Oblivious in Sosua: Part 7

Waterfall jumping was on the menu for the day. My crippling fear of water was covered a few days before; why not handle the heights as well. The water itself was not as deep; and the waterfalls not as dastardly high as I had expected. The elevation was alarming; but after reaching the summit – we descended as if sliding down a watery staircase.

On the hike through the jungle I got to know the shorter, hotter, more confident, and most socially powerful member of the group of women that were staying at my resort. All my age. All attractive; from the plump sisters to the toothpick socialite I was lagging behind the group with.

‘Never fuck on the road’ is a mantra I adopted while travelling across the United States.  Surely my foremost rule about entering strange women shouldn’t be ignored. I had nearly crossed that particular line earlier in the week.

We walked and talked on the swinging foot bridge; a hundred meters or so behind the group. She was less on-guard than when her friends were present. I tend to have that effect on people. Disarming their defenses and momentarily caressing their souls.

She cared too much about what they thought of her; she had to be dominant in every situation in which they were present.

Alone she was an insecure sweetheart; more than simply interesting to talk to; fully worthy of the attention she so carelessly grasped for in their presence.

 

 

Oblivious in Sosua: Part 6

Canadians!

Those four wonderful souls from Thunder Bay that distributed the presidential malt beverages on the bus from the airport. Thank you; kind travelers. A brother and a sister; with their best friends and spouses. The brother and I shared the same name. These are good people; people like us; people like me; peaceful wanderers.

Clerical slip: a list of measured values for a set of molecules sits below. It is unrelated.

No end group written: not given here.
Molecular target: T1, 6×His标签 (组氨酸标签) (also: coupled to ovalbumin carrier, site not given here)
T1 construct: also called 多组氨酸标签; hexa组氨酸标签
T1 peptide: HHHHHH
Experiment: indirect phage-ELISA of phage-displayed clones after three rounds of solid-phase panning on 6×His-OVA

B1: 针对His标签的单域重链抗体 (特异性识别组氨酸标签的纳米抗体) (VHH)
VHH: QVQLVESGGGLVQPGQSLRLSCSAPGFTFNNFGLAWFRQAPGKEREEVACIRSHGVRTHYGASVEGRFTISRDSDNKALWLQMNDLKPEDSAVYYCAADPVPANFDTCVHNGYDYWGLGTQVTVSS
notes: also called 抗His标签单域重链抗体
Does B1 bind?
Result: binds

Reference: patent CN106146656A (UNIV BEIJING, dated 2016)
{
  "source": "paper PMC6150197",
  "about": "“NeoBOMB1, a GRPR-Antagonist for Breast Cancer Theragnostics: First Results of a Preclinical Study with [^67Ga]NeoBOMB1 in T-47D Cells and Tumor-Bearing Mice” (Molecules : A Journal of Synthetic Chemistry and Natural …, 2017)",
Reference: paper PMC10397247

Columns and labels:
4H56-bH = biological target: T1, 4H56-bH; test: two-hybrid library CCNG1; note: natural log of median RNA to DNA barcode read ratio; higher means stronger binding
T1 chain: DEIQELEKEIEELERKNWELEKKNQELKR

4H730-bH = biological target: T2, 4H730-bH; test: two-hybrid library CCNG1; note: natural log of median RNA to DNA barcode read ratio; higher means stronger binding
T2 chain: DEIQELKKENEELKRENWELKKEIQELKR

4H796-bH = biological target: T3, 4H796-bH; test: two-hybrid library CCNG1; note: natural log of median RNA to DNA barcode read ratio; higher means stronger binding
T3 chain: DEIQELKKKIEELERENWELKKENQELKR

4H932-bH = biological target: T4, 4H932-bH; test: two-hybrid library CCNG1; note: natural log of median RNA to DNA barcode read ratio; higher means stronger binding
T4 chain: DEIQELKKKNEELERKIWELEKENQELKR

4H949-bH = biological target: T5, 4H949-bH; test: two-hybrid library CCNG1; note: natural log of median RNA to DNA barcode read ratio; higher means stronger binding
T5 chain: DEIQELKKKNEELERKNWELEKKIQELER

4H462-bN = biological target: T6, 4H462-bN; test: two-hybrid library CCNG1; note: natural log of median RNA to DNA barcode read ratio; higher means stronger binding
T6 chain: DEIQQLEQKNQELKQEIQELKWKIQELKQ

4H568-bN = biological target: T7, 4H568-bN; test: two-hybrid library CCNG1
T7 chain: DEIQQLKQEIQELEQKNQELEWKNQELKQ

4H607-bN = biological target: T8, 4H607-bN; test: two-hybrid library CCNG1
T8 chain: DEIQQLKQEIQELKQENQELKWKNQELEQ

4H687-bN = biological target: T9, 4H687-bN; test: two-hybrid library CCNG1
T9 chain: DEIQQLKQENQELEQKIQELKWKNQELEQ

That was days ago. Here we are; halfway through the voyage and your tribe has located a patch of grass on which to sit. Why not? I’d thought. An unexpected perch of turf on which to rest ones appendages should be welcomed; not ignored.

Ride the wave.

If you prefer to hear this sentiment proven by an expert; as opposed to this drunken rambling quixotic wander; listen to the immortal words of of the Great Doctor himself, “Buy the ticket; take the ride.”

Such lack of discretion for ones personal safety is the deepest act of faith in God. Perhaps it was the medallion of Saint Christopher I carried; perhaps it was my ancestors; perhaps it was the natural serendipitous way in which this beautiful reality of ours is constructed – but I rarely felt unsafe. The invisible hand of the Universe has a poetic way of guiding its passengers.

The drugs and alcohol help with the weaving of oneself into the fabric of time.

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PART 7

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Oblivious in America: Part 8

Portal, North Dakota

Sitting in the drivers seat of my car; three vehicles deep; waiting to speak to the border agent at the drive-through window. Stuffed beneath the center console were a few extra packs of cigarettes; in addition to the second full carton hidden in my suitcase that I had no plans to declare.

Passport, please.